St. Thomas Acquinas in Prayer c.1430   9.3 x 15″         (Budapest Museum of Fine Arts)

I think of the work of Sassetta (1392 – 1450) as quiet and contemplative but full of layers, as in this image of St. Thomas Acquinas. The main event is right up front, but then the eye begins to wander this way and that and into the deep spaces. It never goes far without encountering some new shape, some variation, some richness.

And then there is his amazing “Burning of a Heretic.” You wouldn’t call it contemplative, but there is a reserved quality to it, an almost anthropological dispassion. There is discovery and richness, but instead of shapes and spaces, here Sassetta observes types. The heretic and the horse in the center are the only parties who seem to be taking the event seriously. The spectators are calm, the soldiers uninvolved, the flock of chubby priests (Sassetta’s little dig?) off on their own head trip. The fire tender is quietly absorbed in his work, oblivious to the substance of the action.

Burning of a Heretic     c.1430   10 x 15″  (National Gallery of Victoria)

 

Action painting and Pop were hot when I was in art school in the ’60s. Narration was out, and you had only to mention the name of Norman Rockwell to invoke all that was sentimental and retrograde. But construction of effective images has been central to art since the Egyptians, and if we discount where he was going, he really knew how to get there. As we can see by comparing his painting “Runaway” with its source photo. The one obviously follows from the other, but the alterations are many and telling.

The biggie is the simplification of the space to close white tones so that cop and boy stand out dramatically. The rectangle of the blackboard unites cop and clerk. The molding on the front of the counter has the same effect between cop and boy. The clerk in the photo is young and confident, an equal third party in the scene; Rockwell makes him older, balding, wistful: his dreams are over, but the boy has it all before him. Rockwell also places him higher and slightly behind the cop so that he doesn’t interfere with the main action. Even his complexion is paler, so that the warm-toned cop dominates, followed by the pinkish boy.

“Runaway” source photo

 

 

 

 

 

 

 

 

 

 

 

 

 

 

 

Rockwell’s cop is broader in the shoulders to make him more imposing; he leans closer to the boy, his head is tipped forward a little more. The boy is turned a little away, his hands in his lap, his right foot turned out. The effect is to make him shyer, less assured. His head is clearer against the white of the wall, and notice how Rockwell has put a towel over the clerk’s shoulder to make the boy’s face clearer.

The boy’s bag is bigger, bright red, and equipped with the runaway’s traditional shoulder stick. The footstep, which in the photo ends in a dark shadow, runs straight across in the painting. Floor and step and counter and molding–all the same, slightly darker blue–form a pattern of long, swift horizontal lines that unite the parties and set off the verticals of the stools and the paneling of the back wall.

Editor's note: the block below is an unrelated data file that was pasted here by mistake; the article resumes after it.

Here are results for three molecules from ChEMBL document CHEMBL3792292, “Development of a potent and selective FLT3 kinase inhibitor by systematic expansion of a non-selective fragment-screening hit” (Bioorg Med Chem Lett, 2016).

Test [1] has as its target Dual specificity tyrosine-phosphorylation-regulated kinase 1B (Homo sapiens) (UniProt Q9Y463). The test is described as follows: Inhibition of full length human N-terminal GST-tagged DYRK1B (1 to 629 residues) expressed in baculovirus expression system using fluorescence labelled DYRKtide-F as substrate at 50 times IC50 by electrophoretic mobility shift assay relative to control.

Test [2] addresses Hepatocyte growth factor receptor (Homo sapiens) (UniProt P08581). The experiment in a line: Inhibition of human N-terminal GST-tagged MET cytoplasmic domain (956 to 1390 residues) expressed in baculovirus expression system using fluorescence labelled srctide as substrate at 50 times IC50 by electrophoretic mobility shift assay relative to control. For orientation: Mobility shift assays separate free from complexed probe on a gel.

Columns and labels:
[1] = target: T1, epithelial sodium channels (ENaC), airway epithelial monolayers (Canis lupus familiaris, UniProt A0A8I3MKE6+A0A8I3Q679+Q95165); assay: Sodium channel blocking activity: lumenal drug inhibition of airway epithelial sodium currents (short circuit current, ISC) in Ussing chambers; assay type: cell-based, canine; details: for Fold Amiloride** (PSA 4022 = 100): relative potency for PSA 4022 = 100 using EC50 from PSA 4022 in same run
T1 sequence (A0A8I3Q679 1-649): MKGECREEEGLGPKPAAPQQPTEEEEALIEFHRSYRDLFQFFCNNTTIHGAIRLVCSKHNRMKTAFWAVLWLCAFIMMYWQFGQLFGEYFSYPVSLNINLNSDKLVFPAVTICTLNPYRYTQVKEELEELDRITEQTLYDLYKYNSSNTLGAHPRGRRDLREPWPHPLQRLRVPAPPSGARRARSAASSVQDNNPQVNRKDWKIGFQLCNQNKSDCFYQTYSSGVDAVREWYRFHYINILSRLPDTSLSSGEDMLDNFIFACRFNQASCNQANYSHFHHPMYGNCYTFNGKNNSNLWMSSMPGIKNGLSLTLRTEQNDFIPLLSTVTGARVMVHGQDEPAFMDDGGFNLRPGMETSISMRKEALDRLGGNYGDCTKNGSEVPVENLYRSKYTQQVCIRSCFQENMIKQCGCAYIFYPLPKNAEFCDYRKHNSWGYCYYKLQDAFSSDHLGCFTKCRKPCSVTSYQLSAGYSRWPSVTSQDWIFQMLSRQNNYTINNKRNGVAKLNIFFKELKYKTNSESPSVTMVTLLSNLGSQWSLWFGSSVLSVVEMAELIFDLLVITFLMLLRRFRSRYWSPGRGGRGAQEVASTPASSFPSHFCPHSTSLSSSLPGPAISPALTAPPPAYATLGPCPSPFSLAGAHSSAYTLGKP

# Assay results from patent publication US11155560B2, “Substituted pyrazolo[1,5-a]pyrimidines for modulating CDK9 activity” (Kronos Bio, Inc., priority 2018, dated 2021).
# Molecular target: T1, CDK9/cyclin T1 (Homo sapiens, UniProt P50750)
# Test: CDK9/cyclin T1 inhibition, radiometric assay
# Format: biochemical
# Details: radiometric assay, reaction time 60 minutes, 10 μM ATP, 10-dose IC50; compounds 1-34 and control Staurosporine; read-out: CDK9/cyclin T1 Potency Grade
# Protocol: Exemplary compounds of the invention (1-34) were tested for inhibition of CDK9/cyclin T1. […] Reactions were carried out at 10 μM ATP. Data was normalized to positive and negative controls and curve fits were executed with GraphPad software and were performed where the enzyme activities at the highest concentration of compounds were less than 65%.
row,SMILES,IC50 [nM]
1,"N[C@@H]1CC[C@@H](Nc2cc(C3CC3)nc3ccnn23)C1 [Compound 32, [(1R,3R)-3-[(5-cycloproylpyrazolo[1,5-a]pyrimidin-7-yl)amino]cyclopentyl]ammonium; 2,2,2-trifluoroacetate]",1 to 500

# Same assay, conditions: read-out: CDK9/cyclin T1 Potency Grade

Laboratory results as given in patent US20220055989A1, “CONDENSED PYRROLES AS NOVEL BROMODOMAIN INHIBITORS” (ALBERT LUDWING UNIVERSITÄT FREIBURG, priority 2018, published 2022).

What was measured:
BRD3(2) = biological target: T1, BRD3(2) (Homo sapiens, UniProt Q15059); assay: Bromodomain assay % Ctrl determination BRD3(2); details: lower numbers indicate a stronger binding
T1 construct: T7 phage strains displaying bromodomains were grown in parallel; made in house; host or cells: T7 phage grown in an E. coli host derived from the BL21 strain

Also interesting is how Rockwell left things alone if they worked already: the reflections in the stools; the positions of the cop’s feet; his ticket book; the the stripe on his pants; the highlights on his leather.

In a word, sentimental, but a knowing act of story telling.

And while we’re on the subject, it’s a mistake to dismiss Rockwell as invariably sentimental. Some of his pieces, like “The Problem We All Live With” (1964) are nothing if not edgy and clear-eyed.

The Problem We All Live With (Norman Rockwell Museum)

 

waterlilies with sky (c.1916)

A baleful side effect of being required to read those thick, interminable classics in high school is that we absorb the notion that high culture can only be equated with what is most dreary and difficult, and that we must discount what is accessible and pleasurable. Claude Monet (1840-1926) suffers especially from this delusion. His work is so frankly decorative and accessible that while we flock to see his shows and delight in the many books and calendars featuring his work, we tend to overlook the originality, to say nothing of the resource and  audacity–the unbridled painterlyness– of his paintings.

Here is one of his many versions of waterlilies. It is freely, boldly drawn. The subtle but lively strokes of the brush are everywhere. Water, sky, clouds–all united as a rich and vivacious surface. No doubt the cavemen noticed waterlilies, and people have been looking at them ever since, but nobody painted anything like this before Monet.

 

On a side note, this piece was painted during World War I. The front was perhaps sixty miles from Giverny, where he lived and worked. He could probably sometimes hear the guns.